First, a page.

1. Apply the experiment version changes to the original campaign.
    2.  Apply in a new campaign. This will create a new campaign and automatically pause the existing version for you.
  2. End the experiment. The original campaign will continue running to 100% of the traffic and your experiment version will be marked as ended.
Apply or end a Google Ads campaign experiment

In this example, the experiment has already been ended. You can still choose to apply it and you can view the dates and performance stats. In this case, I trialled adding search partners to a campaign. The cost per click was higher so I ended the experiment without applying.

Campaign experiment summary

Campaign experiments in Google Ads give you a systemised method to test changes and improvements and compare them to the original campaign. They are easy to set up and they make tracking these A/B tests very easy within your campaign reports. There’s not a lot not to like about campaign experiments. They’re currently only available for search and display campaigns and it would be great to see them rolled out for other campaign types (just in case you’re reading this Google).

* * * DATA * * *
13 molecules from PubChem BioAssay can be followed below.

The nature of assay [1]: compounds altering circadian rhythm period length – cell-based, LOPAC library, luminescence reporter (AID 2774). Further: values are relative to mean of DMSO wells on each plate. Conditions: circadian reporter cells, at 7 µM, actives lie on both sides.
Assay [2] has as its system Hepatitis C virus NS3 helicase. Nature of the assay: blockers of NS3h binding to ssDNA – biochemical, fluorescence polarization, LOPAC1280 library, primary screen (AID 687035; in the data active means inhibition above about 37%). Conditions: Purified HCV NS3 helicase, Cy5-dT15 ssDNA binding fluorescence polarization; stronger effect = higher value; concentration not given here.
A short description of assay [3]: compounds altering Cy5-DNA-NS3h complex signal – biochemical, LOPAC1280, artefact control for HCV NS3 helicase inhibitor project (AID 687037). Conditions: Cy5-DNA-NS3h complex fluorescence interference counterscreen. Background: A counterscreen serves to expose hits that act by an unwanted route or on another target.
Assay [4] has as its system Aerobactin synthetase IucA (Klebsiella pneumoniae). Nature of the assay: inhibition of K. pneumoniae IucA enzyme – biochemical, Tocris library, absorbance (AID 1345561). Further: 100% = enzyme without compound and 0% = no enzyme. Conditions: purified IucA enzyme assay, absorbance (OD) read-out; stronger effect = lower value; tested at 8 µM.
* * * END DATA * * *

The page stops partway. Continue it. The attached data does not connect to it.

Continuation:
About me

I am a Google Ads consultant work international from London, UK. I also run a digital marketing agency, EffectiveMarketing.uk. I manage and optimise PPC accounts for lead generation and online sales. When I'm not working, I'm a father of two, a cleaner, cook and chauffeur. If you need help with managing your Google Ads account I can probably make a big difference. Get in touch, and I'll be glad to have a look and help.